When the Uzbek government recently eased its coronavirus restrictions and allowed wedding parties to be held -- though for just 30 people -- thousands of couples rushed to the registry offices for marriage licenses.
Videos obtained by RFE/RL show large crowds lining up at registry offices in Samarkand's Qushrabot and Kattaqurghon districts, defying the risk of coronavirus that has infected nearly 40,000 and killed hundreds in Central Asia's most-populous nation.
"I was 112th in line yesterday, and my turn hasn't come yet," a groom-to-be from Qushrabot told RFE/RL on August 19.
VIDEO: Uzbeks Rush To Get Marriage Licenses In Samarkand (RFE/RL's Uzbek Service, natural sound)
Civil registry officers around the country say they've received an unprecedented high volume of applications since the government gave the green light for small wedding parties on August 15.
"Only by midday today we got more than 50 applications for a marriage license -- it's a very high number," said a representative of the Uchtepa district civil registry office in the capital, Tashkent.
"We usually receive a maximum of 10 applications per day," the official added.
Officials are urging people to apply online, but according to groom-to-be Humoyun, many people prefer to come in person and do it the "old fashioned way."
"It takes much longer to get the license online," Humoyun, a resident of Tashkent's Mirobod district, told RFE/RL.
One Wedding, Nearly 80 Infections
Under the new restrictions, the number of people attending a wedding banquet cannot exceed 30 people, including the bride and groom.
All the attendees must be residents of the same district, meaning that even close relatives and friends aren't allowed to the party if they live in a different city.
The ceremonies must also meet social-distancing requirements and officials say that offenders can face various administrative penalties.
Other requirements are that the wedding party must be held in the host family's home, as opposed to restaurants, banquet halls, or the ubiquitous "tuyhona," special venues that cater to weddings and other private functions.
The rules are a massive downsizing for family-oriented Uzbek society, which has a long-standing tradition of lavish wedding parties with hundreds of guests, a convoy of cars, and a bountiful offering of food and drinks.
From June, Uzbekistan had tentatively allowed 30-person private gatherings in some so-called "green areas" where the number of coronavirus infections was considerably lower than other regions.
But the government said people were ignoring those restrictions and continued to throw big parties that led to the spread of COVID-19 among their guests.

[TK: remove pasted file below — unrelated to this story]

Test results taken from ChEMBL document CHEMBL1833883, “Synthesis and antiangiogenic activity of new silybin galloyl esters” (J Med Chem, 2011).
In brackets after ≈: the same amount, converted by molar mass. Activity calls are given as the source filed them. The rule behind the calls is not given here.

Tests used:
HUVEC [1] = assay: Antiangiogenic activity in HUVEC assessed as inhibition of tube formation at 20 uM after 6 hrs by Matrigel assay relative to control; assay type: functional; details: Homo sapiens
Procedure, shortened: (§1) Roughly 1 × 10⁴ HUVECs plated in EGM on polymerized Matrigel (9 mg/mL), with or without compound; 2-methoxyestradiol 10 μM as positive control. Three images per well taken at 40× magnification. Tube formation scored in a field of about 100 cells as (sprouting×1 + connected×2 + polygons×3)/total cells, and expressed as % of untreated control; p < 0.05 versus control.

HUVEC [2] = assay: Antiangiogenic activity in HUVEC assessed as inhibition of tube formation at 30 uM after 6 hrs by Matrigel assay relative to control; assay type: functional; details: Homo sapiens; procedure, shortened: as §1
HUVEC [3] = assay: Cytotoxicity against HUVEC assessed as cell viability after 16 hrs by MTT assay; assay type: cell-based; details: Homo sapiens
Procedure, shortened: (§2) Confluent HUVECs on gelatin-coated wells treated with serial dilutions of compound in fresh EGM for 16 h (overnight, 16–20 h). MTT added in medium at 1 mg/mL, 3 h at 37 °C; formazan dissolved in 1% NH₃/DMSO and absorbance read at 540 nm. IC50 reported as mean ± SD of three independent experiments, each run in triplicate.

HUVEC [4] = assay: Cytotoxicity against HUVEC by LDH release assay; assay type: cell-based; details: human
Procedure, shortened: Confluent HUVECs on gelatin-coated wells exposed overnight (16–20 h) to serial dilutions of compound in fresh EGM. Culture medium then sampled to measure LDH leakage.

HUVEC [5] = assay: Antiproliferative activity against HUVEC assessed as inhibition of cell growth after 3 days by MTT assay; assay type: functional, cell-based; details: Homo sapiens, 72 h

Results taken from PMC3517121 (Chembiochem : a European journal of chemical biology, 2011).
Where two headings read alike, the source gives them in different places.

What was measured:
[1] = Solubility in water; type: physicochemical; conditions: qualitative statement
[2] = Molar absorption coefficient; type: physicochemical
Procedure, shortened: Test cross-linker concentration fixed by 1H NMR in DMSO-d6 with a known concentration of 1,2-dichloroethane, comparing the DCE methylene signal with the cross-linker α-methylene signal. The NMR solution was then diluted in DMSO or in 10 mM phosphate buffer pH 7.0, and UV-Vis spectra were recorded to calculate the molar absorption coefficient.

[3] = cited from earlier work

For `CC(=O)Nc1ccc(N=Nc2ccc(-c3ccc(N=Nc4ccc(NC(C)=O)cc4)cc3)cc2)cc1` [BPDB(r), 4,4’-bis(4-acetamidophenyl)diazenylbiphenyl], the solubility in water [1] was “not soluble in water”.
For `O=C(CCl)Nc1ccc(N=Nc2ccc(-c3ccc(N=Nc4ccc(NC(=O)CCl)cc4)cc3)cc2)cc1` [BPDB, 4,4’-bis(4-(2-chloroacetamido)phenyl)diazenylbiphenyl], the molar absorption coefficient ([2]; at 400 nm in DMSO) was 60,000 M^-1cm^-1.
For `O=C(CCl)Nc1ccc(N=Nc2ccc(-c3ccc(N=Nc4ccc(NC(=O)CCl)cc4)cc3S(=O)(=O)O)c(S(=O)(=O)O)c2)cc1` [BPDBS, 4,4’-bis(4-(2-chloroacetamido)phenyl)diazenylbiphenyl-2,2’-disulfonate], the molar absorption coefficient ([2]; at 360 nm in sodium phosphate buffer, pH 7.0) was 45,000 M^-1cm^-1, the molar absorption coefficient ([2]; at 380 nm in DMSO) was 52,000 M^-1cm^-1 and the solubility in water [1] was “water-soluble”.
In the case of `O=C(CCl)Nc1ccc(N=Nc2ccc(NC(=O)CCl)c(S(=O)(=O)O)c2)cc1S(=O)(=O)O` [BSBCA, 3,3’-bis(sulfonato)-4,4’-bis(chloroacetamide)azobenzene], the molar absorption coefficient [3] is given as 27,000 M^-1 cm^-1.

In early July, 79 infections were traced to a single wedding in Tashkent's Yunusobod district.
Separately, 110 cases were linked to four other wedding parties, Health Minister Alisher Shodmonov said.
President Shavkat Mirziyoev called on Uzbeks not to repeat those mistakes and to strictly obey the new rules.
Ways Around Restrictions
But many wedding-loving Uzbeks are trying to find ways around the restrictions.
Shodmonov said some families have hosted as many as three separate wedding receptions, each with different groups of guests.
Central Asians have traditionally large families and often the number of close relatives easily exceeds the 30-person limit.
"I have four brothers and a sister and all of them have their own spouses and children. My husband too, has several siblings. It's already more than 30 people," said Marufa, the mother of the groom in one Tashkent wedding.
"Obviously, the bride's side has its own relatives. Apart from that, the bride and groom have close friends who you must invite," Marufa told RFE/RL.
Last year, the government had -- to some extent -- downsized Uzbeks' extravagant weddings, adopting a regulation that curbs the number of guests, vehicles used in wedding convoys, and music bands performing at the party, among other limits.
That regulation came after Mirziyoev in 2018 criticized what he called "shameless" and wasteful weddings that drove poorer families deep into debt or put them in poverty.
The latest restrictions dictated by COVID-19 became a welcome relief to many households that struggle financially.
"It spares us from hosting a wedding that we wouldn't be able afford otherwise," said Mavludakhon, from the eastern city of Kokand. Her son is getting married soon and the downsized wedding means the family doesn't have to borrow money for the reception.
"We already told the bride's side they can invite 20 people if they want. From our side, it'll be just the family and perhaps two or three neighbors," she said.
Facebook user "Gulnora Guli" wrote that "the 30-person wedding is the coronavirus's silver lining" in Uzbekistan.
"You trimmed down our weddings, coronavirus," Guli wrote.
One way or another, Uzbekistan is likely to see many more weddings in the coming days.
Mavludakhon's family wants to use the opportunity "before the big weddings make a comeback."
In Mirobod, the groom-to-be Humoyun fears that, if he doesn't rush ahead with his wedding, "another lockdown might come and force people to postpone their ceremonies once again" if the government bans nuptial ceremonies as it did previously.
As of August 26, Uzbekistan had reported nearly 40,000 coronavirus infection cases among its population of more than 33 million people.